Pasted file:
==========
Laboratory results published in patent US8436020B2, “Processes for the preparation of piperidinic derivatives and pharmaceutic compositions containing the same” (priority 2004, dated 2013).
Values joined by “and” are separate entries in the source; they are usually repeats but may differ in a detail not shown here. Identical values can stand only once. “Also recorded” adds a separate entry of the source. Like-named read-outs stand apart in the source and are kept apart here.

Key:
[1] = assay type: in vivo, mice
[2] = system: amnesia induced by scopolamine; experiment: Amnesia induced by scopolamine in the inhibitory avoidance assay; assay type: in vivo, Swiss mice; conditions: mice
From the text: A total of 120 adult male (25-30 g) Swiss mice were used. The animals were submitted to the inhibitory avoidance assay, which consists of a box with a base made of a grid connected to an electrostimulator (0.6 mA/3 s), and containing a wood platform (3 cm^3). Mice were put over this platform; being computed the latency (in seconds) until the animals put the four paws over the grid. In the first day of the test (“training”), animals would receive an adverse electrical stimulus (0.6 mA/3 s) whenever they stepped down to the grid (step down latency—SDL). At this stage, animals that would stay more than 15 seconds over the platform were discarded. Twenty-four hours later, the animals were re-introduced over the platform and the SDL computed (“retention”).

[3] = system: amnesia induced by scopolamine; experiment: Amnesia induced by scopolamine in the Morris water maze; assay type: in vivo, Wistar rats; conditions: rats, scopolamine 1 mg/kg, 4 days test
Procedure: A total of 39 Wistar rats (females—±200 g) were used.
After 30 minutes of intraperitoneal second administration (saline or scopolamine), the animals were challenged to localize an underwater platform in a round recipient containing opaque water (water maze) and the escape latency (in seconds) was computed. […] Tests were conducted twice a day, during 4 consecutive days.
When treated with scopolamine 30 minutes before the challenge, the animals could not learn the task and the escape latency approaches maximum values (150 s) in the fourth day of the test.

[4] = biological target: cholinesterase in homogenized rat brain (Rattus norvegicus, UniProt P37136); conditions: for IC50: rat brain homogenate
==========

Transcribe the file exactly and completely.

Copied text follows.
Laboratory results published in patent US8436020B2, “Processes for the preparation of piperidinic derivatives and pharmaceutic compositions containing the same” (priority 2004, dated 2013).
Values joined by “and” are separate entries in the source; they are usually repeats but may differ in a detail not shown here. Identical values can stand only once. “Also recorded” adds a separate entry of the source. Like-named read-outs stand apart in the source and are kept apart here.

Key:
[1] = assay type: in vivo, mice
[2] = system: amnesia induced by scopolamine; experiment: Amnesia induced by scopolamine in the inhibitory avoidance assay; assay type: in vivo, Swiss mice; conditions: mice
From the text: A total of 120 adult male (25-30 g) Swiss mice were used. The animals were submitted to the inhibitory avoidance assay, which consists of a box with a base made of a grid connected to an electrostimulator (0.6 mA/3 s), and containing a wood platform (3 cm^3). Mice were put over this platform; being computed the latency (in seconds) until the animals put the four paws over the grid. In the first day of the test (“training”), animals would receive an adverse electrical stimulus (0.6 mA/3 s) whenever they stepped down to the grid (step down latency—SDL). At this stage, animals that would stay more than 15 seconds over the platform were discarded. Twenty-four hours later, the animals were re-introduced over the platform and the SDL computed (“retention”).

[3] = system: amnesia induced by scopolamine; experiment: Amnesia induced by scopolamine in the Morris water maze; assay type: in vivo, Wistar rats; conditions: rats, scopolamine 1 mg/kg, 4 days test
Procedure: A total of 39 Wistar rats (females—±200 g) were used.
After 30 minutes of intraperitoneal second administration (saline or scopolamine), the animals were challenged to localize an underwater platform in a round recipient containing opaque water (water maze) and the escape latency (in seconds) was computed. […] Tests were conducted twice a day, during 4 consecutive days.
When treated with scopolamine 30 minutes before the challenge, the animals could not learn the task and the escape latency approaches maximum values (150 s) in the fourth day of the test.

[4] = biological target: cholinesterase in homogenized rat brain (Rattus norvegicus, UniProt P37136); conditions: for IC50: rat brain homogenate